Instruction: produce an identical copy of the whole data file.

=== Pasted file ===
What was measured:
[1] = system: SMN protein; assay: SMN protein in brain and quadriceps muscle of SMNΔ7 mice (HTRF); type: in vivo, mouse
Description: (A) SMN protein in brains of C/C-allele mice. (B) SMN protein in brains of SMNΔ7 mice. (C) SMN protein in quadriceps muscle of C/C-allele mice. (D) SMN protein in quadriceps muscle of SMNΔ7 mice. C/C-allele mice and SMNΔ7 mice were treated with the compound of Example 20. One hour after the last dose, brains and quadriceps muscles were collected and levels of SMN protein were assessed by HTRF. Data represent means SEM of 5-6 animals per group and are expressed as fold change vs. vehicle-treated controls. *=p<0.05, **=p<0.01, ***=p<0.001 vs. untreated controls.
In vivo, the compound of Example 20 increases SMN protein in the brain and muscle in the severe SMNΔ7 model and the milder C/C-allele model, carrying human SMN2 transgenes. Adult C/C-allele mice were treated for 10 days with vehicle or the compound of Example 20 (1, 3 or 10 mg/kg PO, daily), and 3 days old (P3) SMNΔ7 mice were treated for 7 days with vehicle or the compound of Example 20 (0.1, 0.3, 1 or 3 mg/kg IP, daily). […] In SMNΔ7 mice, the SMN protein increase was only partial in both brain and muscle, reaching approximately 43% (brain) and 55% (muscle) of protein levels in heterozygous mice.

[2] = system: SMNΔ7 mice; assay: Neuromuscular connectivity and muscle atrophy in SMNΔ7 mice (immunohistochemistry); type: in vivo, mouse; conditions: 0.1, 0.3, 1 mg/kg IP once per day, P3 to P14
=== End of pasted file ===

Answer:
What was measured:
[1] = system: SMN protein; assay: SMN protein in brain and quadriceps muscle of SMNΔ7 mice (HTRF); type: in vivo, mouse
Description: (A) SMN protein in brains of C/C-allele mice. (B) SMN protein in brains of SMNΔ7 mice. (C) SMN protein in quadriceps muscle of C/C-allele mice. (D) SMN protein in quadriceps muscle of SMNΔ7 mice. C/C-allele mice and SMNΔ7 mice were treated with the compound of Example 20. One hour after the last dose, brains and quadriceps muscles were collected and levels of SMN protein were assessed by HTRF. Data represent means SEM of 5-6 animals per group and are expressed as fold change vs. vehicle-treated controls. *=p<0.05, **=p<0.01, ***=p<0.001 vs. untreated controls.
In vivo, the compound of Example 20 increases SMN protein in the brain and muscle in the severe SMNΔ7 model and the milder C/C-allele model, carrying human SMN2 transgenes. Adult C/C-allele mice were treated for 10 days with vehicle or the compound of Example 20 (1, 3 or 10 mg/kg PO, daily), and 3 days old (P3) SMNΔ7 mice were treated for 7 days with vehicle or the compound of Example 20 (0.1, 0.3, 1 or 3 mg/kg IP, daily). […] In SMNΔ7 mice, the SMN protein increase was only partial in both brain and muscle, reaching approximately 43% (brain) and 55% (muscle) of protein levels in heterozygous mice.

[2] = system: SMNΔ7 mice; assay: Neuromuscular connectivity and muscle atrophy in SMNΔ7 mice (immunohistochemistry); type: in vivo, mouse; conditions: 0.1, 0.3, 1 mg/kg IP once per day, P3 to P14